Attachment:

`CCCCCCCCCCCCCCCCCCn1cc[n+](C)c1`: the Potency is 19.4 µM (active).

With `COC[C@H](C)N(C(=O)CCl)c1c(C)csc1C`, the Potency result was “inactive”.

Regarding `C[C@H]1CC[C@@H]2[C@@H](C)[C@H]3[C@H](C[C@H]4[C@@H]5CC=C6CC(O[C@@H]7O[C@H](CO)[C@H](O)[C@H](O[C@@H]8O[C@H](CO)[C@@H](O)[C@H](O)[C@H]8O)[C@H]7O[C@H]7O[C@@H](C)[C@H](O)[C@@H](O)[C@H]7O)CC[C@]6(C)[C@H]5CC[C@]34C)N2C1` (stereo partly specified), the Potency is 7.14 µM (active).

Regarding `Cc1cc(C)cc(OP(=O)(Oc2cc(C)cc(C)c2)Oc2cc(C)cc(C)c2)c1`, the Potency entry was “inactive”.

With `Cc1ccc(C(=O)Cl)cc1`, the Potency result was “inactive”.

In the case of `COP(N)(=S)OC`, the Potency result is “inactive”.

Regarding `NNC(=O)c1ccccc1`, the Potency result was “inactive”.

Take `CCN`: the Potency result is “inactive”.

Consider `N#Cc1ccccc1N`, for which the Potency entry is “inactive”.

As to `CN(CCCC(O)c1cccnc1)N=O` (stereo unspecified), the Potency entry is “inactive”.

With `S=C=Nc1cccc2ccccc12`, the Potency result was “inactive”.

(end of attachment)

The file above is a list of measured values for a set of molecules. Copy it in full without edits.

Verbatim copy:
`CCCCCCCCCCCCCCCCCCn1cc[n+](C)c1`: the Potency is 19.4 µM (active).

With `COC[C@H](C)N(C(=O)CCl)c1c(C)csc1C`, the Potency result was “inactive”.

Regarding `C[C@H]1CC[C@@H]2[C@@H](C)[C@H]3[C@H](C[C@H]4[C@@H]5CC=C6CC(O[C@@H]7O[C@H](CO)[C@H](O)[C@H](O[C@@H]8O[C@H](CO)[C@@H](O)[C@H](O)[C@H]8O)[C@H]7O[C@H]7O[C@@H](C)[C@H](O)[C@@H](O)[C@H]7O)CC[C@]6(C)[C@H]5CC[C@]34C)N2C1` (stereo partly specified), the Potency is 7.14 µM (active).

Regarding `Cc1cc(C)cc(OP(=O)(Oc2cc(C)cc(C)c2)Oc2cc(C)cc(C)c2)c1`, the Potency entry was “inactive”.

With `Cc1ccc(C(=O)Cl)cc1`, the Potency result was “inactive”.

In the case of `COP(N)(=S)OC`, the Potency result is “inactive”.

Regarding `NNC(=O)c1ccccc1`, the Potency result was “inactive”.

Take `CCN`: the Potency result is “inactive”.

Consider `N#Cc1ccccc1N`, for which the Potency entry is “inactive”.

As to `CN(CCCC(O)c1cccnc1)N=O` (stereo unspecified), the Potency entry is “inactive”.

With `S=C=Nc1cccc2ccccc12`, the Potency result was “inactive”.